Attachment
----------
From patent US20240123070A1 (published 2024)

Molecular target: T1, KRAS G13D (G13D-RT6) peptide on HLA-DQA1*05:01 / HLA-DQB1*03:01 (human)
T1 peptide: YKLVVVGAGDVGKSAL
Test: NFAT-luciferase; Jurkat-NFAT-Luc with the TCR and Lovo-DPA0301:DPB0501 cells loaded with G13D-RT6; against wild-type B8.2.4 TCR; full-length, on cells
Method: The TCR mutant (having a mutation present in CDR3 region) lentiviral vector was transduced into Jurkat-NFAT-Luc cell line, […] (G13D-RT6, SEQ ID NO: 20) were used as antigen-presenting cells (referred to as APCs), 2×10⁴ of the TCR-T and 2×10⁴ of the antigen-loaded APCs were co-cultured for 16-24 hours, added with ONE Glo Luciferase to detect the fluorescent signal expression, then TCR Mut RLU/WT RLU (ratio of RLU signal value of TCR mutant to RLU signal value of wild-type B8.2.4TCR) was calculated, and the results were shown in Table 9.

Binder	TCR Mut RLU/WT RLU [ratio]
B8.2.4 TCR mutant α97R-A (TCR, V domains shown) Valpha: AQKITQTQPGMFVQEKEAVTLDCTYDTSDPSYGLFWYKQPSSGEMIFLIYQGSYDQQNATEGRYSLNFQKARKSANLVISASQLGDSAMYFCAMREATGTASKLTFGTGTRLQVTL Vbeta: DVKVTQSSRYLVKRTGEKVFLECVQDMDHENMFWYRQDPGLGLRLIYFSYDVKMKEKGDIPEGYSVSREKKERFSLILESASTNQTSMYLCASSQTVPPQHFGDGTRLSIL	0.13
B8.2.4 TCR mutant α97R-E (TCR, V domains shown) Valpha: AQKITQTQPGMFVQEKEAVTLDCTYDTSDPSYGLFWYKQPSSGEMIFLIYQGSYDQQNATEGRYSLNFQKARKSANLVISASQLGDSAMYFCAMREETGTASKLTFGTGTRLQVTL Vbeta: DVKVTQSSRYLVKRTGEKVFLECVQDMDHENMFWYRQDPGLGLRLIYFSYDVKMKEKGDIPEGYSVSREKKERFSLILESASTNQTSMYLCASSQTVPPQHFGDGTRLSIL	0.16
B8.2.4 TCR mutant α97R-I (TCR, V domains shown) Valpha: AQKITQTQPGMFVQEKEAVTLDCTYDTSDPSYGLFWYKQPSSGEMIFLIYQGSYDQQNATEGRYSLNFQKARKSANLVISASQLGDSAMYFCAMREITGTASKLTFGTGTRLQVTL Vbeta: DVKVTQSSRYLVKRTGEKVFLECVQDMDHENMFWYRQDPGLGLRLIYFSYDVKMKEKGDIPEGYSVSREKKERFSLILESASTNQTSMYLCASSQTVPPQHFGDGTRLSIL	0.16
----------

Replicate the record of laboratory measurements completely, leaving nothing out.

From patent US20240123070A1 (published 2024)

Molecular target: T1, KRAS G13D (G13D-RT6) peptide on HLA-DQA1*05:01 / HLA-DQB1*03:01 (human)
T1 peptide: YKLVVVGAGDVGKSAL
Test: NFAT-luciferase; Jurkat-NFAT-Luc with the TCR and Lovo-DPA0301:DPB0501 cells loaded with G13D-RT6; against wild-type B8.2.4 TCR; full-length, on cells
Method: The TCR mutant (having a mutation present in CDR3 region) lentiviral vector was transduced into Jurkat-NFAT-Luc cell line, […] (G13D-RT6, SEQ ID NO: 20) were used as antigen-presenting cells (referred to as APCs), 2×10⁴ of the TCR-T and 2×10⁴ of the antigen-loaded APCs were co-cultured for 16-24 hours, added with ONE Glo Luciferase to detect the fluorescent signal expression, then TCR Mut RLU/WT RLU (ratio of RLU signal value of TCR mutant to RLU signal value of wild-type B8.2.4TCR) was calculated, and the results were shown in Table 9.

Binder	TCR Mut RLU/WT RLU [ratio]
B8.2.4 TCR mutant α97R-A (TCR, V domains shown) Valpha: AQKITQTQPGMFVQEKEAVTLDCTYDTSDPSYGLFWYKQPSSGEMIFLIYQGSYDQQNATEGRYSLNFQKARKSANLVISASQLGDSAMYFCAMREATGTASKLTFGTGTRLQVTL Vbeta: DVKVTQSSRYLVKRTGEKVFLECVQDMDHENMFWYRQDPGLGLRLIYFSYDVKMKEKGDIPEGYSVSREKKERFSLILESASTNQTSMYLCASSQTVPPQHFGDGTRLSIL	0.13
B8.2.4 TCR mutant α97R-E (TCR, V domains shown) Valpha: AQKITQTQPGMFVQEKEAVTLDCTYDTSDPSYGLFWYKQPSSGEMIFLIYQGSYDQQNATEGRYSLNFQKARKSANLVISASQLGDSAMYFCAMREETGTASKLTFGTGTRLQVTL Vbeta: DVKVTQSSRYLVKRTGEKVFLECVQDMDHENMFWYRQDPGLGLRLIYFSYDVKMKEKGDIPEGYSVSREKKERFSLILESASTNQTSMYLCASSQTVPPQHFGDGTRLSIL	0.16
B8.2.4 TCR mutant α97R-I (TCR, V domains shown) Valpha: AQKITQTQPGMFVQEKEAVTLDCTYDTSDPSYGLFWYKQPSSGEMIFLIYQGSYDQQNATEGRYSLNFQKARKSANLVISASQLGDSAMYFCAMREITGTASKLTFGTGTRLQVTL Vbeta: DVKVTQSSRYLVKRTGEKVFLECVQDMDHENMFWYRQDPGLGLRLIYFSYDVKMKEKGDIPEGYSVSREKKERFSLILESASTNQTSMYLCASSQTVPPQHFGDGTRLSIL	0.16